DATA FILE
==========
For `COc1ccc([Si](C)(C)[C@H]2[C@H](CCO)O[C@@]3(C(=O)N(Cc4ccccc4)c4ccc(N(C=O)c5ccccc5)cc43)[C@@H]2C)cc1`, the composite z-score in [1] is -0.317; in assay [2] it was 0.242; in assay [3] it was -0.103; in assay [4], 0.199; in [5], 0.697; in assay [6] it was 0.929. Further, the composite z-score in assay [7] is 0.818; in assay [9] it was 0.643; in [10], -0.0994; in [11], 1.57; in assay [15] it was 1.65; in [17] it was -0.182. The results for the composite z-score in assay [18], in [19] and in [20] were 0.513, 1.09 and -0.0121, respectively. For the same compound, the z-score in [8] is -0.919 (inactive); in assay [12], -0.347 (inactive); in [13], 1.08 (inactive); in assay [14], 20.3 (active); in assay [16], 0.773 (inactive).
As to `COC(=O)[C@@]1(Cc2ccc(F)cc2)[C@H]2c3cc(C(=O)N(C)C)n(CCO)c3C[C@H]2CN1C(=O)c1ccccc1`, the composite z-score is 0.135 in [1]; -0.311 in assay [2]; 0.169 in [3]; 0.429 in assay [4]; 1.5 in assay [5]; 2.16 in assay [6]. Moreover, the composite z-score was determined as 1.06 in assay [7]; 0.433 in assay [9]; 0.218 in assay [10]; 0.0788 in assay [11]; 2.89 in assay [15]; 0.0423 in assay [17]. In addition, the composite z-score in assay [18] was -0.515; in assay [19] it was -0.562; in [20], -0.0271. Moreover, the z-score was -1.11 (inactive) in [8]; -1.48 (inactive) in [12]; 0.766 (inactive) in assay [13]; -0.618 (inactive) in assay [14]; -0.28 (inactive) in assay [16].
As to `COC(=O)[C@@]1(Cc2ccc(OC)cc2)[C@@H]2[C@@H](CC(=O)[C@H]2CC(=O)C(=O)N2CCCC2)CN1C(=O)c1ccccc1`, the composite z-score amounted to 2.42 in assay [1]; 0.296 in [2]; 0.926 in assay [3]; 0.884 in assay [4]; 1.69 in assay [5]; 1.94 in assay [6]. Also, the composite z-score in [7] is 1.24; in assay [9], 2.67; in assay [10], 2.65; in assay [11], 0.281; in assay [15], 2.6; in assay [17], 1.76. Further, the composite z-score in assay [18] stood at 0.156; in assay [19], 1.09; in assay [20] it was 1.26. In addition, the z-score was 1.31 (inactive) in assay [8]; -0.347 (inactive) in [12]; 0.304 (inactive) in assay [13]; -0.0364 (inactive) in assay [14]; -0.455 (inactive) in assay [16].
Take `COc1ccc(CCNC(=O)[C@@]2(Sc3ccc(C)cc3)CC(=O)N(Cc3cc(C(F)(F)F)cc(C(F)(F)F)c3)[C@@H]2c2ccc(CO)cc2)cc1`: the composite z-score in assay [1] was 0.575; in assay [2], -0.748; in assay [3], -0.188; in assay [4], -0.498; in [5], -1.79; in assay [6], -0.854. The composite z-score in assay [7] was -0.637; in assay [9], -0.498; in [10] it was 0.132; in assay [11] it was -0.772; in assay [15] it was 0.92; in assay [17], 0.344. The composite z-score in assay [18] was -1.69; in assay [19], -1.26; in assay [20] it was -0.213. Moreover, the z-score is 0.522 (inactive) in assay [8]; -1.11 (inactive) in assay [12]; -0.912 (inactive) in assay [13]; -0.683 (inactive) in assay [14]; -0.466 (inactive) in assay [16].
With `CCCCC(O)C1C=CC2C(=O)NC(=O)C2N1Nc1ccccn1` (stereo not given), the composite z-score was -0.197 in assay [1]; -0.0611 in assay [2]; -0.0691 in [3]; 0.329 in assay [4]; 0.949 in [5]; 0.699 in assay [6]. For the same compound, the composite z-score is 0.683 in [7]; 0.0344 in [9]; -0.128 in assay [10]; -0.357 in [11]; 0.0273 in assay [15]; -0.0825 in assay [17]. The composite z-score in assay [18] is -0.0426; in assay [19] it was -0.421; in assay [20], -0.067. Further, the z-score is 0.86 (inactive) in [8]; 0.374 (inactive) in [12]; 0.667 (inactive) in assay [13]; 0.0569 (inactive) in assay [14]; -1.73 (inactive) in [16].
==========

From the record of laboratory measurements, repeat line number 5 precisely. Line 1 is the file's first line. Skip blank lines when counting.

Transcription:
With `CCCCC(O)C1C=CC2C(=O)NC(=O)C2N1Nc1ccccn1` (stereo not given), the composite z-score was -0.197 in assay [1]; -0.0611 in assay [2]; -0.0691 in [3]; 0.329 in assay [4]; 0.949 in [5]; 0.699 in assay [6]. For the same compound, the composite z-score is 0.683 in [7]; 0.0344 in [9]; -0.128 in assay [10]; -0.357 in [11]; 0.0273 in assay [15]; -0.0825 in assay [17]. The composite z-score in assay [18] is -0.0426; in assay [19] it was -0.421; in assay [20], -0.067. Further, the z-score is 0.86 (inactive) in [8]; 0.374 (inactive) in [12]; 0.667 (inactive) in assay [13]; 0.0569 (inactive) in assay [14]; -1.73 (inactive) in [16].